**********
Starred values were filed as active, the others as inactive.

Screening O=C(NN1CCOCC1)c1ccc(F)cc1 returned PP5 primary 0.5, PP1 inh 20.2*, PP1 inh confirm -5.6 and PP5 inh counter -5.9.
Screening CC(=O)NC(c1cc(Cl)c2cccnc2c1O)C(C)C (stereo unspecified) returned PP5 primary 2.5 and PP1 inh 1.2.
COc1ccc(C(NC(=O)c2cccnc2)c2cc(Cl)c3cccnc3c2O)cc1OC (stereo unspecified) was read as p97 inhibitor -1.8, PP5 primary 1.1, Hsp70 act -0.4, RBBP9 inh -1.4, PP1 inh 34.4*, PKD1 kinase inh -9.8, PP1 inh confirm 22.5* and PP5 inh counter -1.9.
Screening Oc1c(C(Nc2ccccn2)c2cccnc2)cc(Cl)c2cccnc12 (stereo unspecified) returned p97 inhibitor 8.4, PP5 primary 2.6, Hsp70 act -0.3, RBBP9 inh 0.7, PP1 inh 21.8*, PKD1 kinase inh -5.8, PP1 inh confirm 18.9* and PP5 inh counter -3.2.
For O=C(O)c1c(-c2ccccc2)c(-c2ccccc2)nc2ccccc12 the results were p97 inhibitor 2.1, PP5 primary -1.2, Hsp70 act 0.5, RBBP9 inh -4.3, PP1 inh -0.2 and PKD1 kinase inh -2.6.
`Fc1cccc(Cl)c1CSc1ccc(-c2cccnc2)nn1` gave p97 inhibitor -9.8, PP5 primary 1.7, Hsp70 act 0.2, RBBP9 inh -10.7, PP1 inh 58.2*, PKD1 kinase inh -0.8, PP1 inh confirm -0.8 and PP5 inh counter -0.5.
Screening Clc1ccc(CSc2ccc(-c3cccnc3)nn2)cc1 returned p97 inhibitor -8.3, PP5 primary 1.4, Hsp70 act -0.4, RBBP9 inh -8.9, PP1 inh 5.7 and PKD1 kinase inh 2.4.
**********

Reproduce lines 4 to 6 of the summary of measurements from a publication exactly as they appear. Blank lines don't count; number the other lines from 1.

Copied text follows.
COc1ccc(C(NC(=O)c2cccnc2)c2cc(Cl)c3cccnc3c2O)cc1OC (stereo unspecified) was read as p97 inhibitor -1.8, PP5 primary 1.1, Hsp70 act -0.4, RBBP9 inh -1.4, PP1 inh 34.4*, PKD1 kinase inh -9.8, PP1 inh confirm 22.5* and PP5 inh counter -1.9.
Screening Oc1c(C(Nc2ccccn2)c2cccnc2)cc(Cl)c2cccnc12 (stereo unspecified) returned p97 inhibitor 8.4, PP5 primary 2.6, Hsp70 act -0.3, RBBP9 inh 0.7, PP1 inh 21.8*, PKD1 kinase inh -5.8, PP1 inh confirm 18.9* and PP5 inh counter -3.2.
For O=C(O)c1c(-c2ccccc2)c(-c2ccccc2)nc2ccccc12 the results were p97 inhibitor 2.1, PP5 primary -1.2, Hsp70 act 0.5, RBBP9 inh -4.3, PP1 inh -0.2 and PKD1 kinase inh -2.6.